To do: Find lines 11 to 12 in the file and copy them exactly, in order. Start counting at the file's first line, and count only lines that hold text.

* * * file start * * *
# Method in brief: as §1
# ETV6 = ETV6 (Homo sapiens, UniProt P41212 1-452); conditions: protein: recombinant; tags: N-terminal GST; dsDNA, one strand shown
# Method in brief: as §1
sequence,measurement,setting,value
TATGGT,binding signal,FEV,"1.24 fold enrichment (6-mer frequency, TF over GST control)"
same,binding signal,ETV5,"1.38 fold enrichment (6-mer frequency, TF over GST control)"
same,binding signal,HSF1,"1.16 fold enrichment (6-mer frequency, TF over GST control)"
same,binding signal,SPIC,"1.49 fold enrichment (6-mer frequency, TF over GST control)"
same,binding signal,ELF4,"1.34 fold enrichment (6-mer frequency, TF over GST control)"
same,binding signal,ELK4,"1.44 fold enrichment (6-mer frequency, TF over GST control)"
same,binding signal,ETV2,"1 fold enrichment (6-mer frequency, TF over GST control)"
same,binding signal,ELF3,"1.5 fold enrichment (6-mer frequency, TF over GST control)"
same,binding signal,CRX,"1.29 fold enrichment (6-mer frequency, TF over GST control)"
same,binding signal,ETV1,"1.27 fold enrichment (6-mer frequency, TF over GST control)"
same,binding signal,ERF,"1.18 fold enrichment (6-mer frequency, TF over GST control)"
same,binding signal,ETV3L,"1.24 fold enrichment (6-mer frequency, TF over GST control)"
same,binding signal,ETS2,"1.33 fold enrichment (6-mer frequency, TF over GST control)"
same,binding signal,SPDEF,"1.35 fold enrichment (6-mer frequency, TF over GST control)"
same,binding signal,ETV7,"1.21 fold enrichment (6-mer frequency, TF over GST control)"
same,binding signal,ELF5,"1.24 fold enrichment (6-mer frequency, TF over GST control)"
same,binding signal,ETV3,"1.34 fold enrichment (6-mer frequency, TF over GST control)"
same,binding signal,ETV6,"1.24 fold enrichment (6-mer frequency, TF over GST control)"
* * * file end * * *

same,binding signal,ETV2,"1 fold enrichment (6-mer frequency, TF over GST control)"
same,binding signal,ELF3,"1.5 fold enrichment (6-mer frequency, TF over GST control)"